Mais la ville n'est pas vide de vie. Il reste derrière un public moins favorisé: les sans-abris vivant dans les égouts sous les rues, les pauvres qui n'avaient pas de moyens de partir, les insolites qui ne seraient pas les bienvenus dans une nouvelle ville, et les types aventureux parmi lesquels comptent de nombreux artistes.

     Ces citoyens se répandent dans toute la ville, dans ses épiceries, magasins de vêtements, pâtisseries, animaleries, magasins d'artisanat, et dans ses appartements vacants. Ils poussent des potagers végétaux dans les rues et libèrent les animaux. Ils pendent des peintures sur les murs extérieurs. Ils se déplacent toutes sortes de mobiliers à l’extérieur dans les rues sous le ciel.

     Coupée du monde extérieur, la nouvelle société doit trouver un substitut pour l'alphabet vulnérable. Ne trouvant ni livres ni manuels lisibles, la chanson devient le mode de stockage d'informations.

     Ils établissent l'École de la Chanson. Le premier projet de la communauté est celui de construire des coups de guitare d’une immense taille qui poussent plusieurs étages au-dessous des bâtiments principaux de la ville. Les bâtiments eux-mêmes, qui sont des structures creuses, après tout, deviennent en substance le corps de la guitare: l’instrument acoustique. Les demoiselles tournent les cordes lourdes sur les «guitares», et quand pincées, la musique résonne clairement tout au long de chaque quartier. Les rues et les établissements fleurissent au carnaval, avec des acrobaties, des drames et des farces qui racontent l'histoire de leur ville.

Haveit Neox
Le 26 février 2013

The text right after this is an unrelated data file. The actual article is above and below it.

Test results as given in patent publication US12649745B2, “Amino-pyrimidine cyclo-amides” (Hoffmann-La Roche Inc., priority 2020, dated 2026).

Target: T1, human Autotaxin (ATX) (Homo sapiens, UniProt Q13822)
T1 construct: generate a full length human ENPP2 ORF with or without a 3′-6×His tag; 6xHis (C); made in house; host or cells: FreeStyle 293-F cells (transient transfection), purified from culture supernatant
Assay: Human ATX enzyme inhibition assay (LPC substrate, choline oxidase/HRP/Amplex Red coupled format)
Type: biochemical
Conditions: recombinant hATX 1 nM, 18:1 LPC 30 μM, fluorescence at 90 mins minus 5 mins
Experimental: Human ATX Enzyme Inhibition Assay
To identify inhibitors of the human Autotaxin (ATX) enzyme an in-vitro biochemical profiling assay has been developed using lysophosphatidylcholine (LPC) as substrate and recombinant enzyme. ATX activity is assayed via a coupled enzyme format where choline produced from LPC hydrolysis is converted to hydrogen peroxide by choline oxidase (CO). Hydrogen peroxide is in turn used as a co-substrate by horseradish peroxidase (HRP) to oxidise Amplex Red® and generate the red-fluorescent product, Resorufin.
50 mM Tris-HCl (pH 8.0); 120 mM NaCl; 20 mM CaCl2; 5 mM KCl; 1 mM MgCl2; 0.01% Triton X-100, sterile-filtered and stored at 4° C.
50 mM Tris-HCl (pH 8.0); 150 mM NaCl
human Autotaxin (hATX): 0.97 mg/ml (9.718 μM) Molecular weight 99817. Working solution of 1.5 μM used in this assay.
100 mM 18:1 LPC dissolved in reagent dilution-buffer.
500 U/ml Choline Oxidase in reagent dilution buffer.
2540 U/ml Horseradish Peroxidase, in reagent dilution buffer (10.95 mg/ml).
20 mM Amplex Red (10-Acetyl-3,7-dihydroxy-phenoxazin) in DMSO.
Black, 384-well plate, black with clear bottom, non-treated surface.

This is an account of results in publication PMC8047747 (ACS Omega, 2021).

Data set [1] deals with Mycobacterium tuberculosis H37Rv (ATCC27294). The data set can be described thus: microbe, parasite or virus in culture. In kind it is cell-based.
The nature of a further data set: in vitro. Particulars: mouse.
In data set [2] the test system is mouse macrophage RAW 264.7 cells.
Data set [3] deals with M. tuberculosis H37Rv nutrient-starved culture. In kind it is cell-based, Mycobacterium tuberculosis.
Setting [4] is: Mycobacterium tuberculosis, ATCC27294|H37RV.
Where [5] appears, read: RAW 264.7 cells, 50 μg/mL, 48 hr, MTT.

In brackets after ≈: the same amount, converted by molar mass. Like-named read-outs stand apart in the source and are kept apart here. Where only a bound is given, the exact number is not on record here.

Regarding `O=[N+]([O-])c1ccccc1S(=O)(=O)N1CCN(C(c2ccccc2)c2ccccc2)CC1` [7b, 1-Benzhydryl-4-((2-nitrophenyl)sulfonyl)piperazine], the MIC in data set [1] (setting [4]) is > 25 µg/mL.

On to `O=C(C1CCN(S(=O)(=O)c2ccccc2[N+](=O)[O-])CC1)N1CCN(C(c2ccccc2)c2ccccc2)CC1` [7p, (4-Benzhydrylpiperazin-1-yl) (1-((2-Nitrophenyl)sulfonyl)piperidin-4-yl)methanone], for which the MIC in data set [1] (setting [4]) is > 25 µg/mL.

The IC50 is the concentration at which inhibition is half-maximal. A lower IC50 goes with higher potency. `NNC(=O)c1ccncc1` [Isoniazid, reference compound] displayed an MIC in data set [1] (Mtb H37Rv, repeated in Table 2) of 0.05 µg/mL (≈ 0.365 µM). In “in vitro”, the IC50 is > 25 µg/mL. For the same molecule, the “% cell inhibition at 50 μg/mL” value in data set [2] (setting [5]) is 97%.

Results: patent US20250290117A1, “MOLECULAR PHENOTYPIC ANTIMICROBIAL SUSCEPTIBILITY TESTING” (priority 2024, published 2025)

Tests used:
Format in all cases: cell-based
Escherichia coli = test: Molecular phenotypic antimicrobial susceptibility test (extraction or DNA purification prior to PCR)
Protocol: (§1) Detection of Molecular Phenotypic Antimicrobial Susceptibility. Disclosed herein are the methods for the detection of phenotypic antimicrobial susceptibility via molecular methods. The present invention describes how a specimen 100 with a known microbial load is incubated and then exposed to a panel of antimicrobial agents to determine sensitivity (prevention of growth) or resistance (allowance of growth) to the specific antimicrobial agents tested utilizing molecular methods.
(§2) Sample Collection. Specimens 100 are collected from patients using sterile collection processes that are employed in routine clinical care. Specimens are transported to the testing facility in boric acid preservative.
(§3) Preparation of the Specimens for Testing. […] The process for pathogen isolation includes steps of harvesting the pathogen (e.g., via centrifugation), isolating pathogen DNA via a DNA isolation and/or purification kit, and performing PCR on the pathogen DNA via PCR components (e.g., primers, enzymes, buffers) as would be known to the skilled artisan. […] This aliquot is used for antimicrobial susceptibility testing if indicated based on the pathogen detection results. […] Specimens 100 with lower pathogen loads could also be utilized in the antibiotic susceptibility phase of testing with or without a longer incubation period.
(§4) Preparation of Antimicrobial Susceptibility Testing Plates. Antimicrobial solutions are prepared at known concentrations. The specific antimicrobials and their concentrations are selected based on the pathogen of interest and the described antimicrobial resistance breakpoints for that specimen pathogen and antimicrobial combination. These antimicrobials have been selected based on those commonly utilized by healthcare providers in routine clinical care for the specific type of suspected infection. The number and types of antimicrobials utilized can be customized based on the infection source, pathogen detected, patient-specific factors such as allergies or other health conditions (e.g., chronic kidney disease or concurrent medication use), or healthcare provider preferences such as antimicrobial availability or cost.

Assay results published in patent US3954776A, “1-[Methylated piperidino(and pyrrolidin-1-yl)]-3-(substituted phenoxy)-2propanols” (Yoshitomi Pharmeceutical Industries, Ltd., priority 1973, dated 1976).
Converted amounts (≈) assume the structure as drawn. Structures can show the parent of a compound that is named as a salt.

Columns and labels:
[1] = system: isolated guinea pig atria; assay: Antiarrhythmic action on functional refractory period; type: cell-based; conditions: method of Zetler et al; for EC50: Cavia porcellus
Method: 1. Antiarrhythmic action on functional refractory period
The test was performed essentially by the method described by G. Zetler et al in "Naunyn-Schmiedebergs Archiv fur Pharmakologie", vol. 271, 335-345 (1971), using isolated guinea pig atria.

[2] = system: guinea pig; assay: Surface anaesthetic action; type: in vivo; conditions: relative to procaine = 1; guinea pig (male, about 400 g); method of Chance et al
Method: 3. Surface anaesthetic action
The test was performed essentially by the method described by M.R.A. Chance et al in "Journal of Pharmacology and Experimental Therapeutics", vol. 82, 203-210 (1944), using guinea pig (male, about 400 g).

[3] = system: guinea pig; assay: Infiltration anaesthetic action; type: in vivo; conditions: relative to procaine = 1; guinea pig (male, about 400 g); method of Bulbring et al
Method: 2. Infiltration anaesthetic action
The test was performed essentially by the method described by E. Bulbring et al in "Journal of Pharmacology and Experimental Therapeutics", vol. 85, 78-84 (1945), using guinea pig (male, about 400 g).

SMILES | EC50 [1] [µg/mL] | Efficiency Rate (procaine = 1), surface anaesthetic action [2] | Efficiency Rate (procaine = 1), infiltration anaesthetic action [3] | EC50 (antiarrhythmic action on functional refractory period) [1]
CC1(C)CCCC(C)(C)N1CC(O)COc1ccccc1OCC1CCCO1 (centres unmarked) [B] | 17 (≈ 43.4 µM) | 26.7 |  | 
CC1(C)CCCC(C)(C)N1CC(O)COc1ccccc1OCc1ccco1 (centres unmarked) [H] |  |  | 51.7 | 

Thursday, February 28, 2013



     The full sim art presentation that I mentioned below in a couple previous posts, is making good progress. My calendar is filled up to the brim each day with work to complete for the installation. For the past couple months, I’ve written down ideas and descriptions for my project, built along those lines, but as each day comes closer to the opening date on March 16 (Saturday), the obsession to create grows. I’ve been a tourist of the sim up until now, but presently, I’m beginning to feel more like an inhabitant.  

     When the owners of the sim give me the word, I’ll make a formal announcement with the location, time, and description of the tale I have fashioned to fit the site.


Du progrès

     La présentation d’art que j'ai mentionnée ci-dessous dans un message précédent, est en bonne voie. Mon agenda est entièrement rempli chaque jour avec du travail pour l'installation. Pour les deux derniers mois, j'ai écrit des idées et des descriptions pour mon projet, construit des builds d’après ces lignes, mais chaque jour qui rapproche la date d'ouverture le 16 Mars (samedi), l'obsession de créer accélère. Je me suis senti être un touriste de la sim jusqu'à maintenant, mais aujourd'hui, je commence à me sentir comme un habitant.

     Lorsque les propriétaires de la sim me donneront la parole, je vais faire une annonce officielle avec le lieu, la date et la description de l'histoire que j'ai façonné pour l’oeuvre.


Sunday, January 27, 2013


     The base along the cliff-side walls of Medusa Locks has had a long history of changes. Lacking romanticism, the original structure along the cliff’s bottom was a public restroom. A little space furnished with some of the best grungy toilets and sinks I could find. Not long afterwards, the little room was expanded into a larger restroom with a sizable floor. Ironically, the less than tidy space took a remarkable transformation as this little jut of land became increasingly developed. What was once the fringe of the neighborhood suddenly became central. The bathroom expanded yet again to become a Visitor Center.